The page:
Protect Our Winters recently came out with a report that correlated snowfall and skier visits at mountain resorts. You don't need a mathematician to tell you the findings: when the snow doesn't fall, people don't go skiing. And that's a problem for the people who rely on the snowsports industry for their livelihoods.
There is no doubt that this winter has been tough for a lot of ski resorts, Taos included. REI explores the issue:
"The new study, an update from the 2012 version, found that although the number of people who participate in snowsports remains relatively steady—some 23.5 million Americans participated in winter sports in the 2015–2016 season, according to SnowSports Industries America—the actual skier visits, in days, fluctuates dramatically, going from a high of more than 60 million in 2008 to a low of under 50 million in 2012, often following the curve of recent snowfall. That change has a big impact on business. Not just at ski resorts but at the hotels, restaurants, bars and shops those skiers patronize during their visits.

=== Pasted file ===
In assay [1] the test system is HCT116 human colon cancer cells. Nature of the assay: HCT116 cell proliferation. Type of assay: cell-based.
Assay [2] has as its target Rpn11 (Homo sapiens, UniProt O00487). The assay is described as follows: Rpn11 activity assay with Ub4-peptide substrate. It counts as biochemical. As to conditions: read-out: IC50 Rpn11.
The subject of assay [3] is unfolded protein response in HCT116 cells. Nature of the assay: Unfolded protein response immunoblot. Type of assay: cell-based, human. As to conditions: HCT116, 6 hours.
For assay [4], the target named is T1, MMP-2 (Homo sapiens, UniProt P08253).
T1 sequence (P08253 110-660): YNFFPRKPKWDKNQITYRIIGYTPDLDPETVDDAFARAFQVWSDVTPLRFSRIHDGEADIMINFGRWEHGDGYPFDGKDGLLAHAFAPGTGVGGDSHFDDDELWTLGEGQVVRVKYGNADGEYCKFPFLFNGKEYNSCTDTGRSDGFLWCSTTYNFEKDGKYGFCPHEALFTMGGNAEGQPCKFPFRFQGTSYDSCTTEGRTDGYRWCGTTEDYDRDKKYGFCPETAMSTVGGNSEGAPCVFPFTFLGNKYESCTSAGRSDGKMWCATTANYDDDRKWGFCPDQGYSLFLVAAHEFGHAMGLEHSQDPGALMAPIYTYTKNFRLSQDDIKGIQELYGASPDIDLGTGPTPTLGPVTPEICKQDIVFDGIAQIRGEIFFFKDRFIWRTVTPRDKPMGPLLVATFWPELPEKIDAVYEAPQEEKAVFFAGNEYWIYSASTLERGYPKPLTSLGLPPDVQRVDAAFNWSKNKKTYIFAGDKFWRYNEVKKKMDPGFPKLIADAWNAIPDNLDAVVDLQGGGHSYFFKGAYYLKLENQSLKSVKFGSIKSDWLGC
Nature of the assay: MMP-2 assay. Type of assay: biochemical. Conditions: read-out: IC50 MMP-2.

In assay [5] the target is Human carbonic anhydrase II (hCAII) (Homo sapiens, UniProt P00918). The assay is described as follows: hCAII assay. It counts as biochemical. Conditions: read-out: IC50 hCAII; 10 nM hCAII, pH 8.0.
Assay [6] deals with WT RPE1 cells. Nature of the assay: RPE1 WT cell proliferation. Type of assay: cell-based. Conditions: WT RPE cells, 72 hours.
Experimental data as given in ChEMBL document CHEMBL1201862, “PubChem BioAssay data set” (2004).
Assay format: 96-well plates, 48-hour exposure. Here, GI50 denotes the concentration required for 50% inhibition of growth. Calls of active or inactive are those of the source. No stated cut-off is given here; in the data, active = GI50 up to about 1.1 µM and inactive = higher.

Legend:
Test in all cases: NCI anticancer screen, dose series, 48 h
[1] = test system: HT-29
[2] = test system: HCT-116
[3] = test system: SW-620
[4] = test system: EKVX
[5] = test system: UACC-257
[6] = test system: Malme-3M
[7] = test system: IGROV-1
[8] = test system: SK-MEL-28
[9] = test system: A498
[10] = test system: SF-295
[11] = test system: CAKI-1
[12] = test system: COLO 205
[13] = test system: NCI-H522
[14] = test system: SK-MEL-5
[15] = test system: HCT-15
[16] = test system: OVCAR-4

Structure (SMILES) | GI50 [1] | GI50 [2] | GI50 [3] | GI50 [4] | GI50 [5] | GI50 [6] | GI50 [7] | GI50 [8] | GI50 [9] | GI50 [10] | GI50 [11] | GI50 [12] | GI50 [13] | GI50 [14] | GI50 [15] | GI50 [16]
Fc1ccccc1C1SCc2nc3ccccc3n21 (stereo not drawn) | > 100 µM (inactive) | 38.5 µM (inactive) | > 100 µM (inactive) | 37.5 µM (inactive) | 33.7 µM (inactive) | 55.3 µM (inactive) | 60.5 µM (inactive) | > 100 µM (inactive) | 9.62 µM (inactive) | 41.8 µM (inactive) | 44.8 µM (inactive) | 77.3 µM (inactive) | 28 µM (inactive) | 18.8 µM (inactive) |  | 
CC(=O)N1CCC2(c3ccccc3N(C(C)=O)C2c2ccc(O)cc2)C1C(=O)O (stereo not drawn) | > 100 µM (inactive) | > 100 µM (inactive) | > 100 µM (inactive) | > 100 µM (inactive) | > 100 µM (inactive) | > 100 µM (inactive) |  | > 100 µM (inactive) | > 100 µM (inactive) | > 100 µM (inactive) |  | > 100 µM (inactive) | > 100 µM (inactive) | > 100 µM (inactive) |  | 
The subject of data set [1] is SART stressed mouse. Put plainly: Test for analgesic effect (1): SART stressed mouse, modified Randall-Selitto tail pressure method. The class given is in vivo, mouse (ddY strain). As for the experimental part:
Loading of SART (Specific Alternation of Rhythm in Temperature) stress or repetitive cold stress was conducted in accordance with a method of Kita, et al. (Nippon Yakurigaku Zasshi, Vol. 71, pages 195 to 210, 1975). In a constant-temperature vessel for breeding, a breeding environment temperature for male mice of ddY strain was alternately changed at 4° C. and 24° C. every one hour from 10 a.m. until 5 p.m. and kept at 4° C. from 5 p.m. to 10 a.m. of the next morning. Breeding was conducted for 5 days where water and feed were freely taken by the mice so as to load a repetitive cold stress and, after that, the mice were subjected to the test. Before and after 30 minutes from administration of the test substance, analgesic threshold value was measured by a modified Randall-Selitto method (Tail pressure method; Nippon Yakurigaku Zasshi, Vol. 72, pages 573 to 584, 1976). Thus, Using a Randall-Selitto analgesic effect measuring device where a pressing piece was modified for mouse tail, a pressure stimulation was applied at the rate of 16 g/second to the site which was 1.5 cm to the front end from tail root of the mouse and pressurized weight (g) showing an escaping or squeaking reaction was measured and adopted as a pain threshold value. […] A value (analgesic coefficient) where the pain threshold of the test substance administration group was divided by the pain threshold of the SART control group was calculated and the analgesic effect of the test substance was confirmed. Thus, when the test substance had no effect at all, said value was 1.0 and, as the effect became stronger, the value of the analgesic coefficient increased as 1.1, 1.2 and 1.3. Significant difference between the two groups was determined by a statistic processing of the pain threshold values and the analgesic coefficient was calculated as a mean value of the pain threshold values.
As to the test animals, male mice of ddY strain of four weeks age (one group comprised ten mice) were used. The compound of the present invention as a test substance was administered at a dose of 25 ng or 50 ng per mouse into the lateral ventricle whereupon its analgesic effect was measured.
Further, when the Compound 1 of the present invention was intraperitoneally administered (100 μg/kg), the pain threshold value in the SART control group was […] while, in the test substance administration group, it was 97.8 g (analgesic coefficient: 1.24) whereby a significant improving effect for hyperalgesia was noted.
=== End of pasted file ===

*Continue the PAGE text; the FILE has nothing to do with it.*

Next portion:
It also has a big impact on skiers and snowboarders—shorter seasons mean fewer days on snow. Plus, smaller ski resorts without snowmaking capabilities could struggle to stay open. According to the report, the number of ski areas in the U.S. has been declining since the 1980s, from about 700 resorts three decades ago to 460 today."
Read the full article here.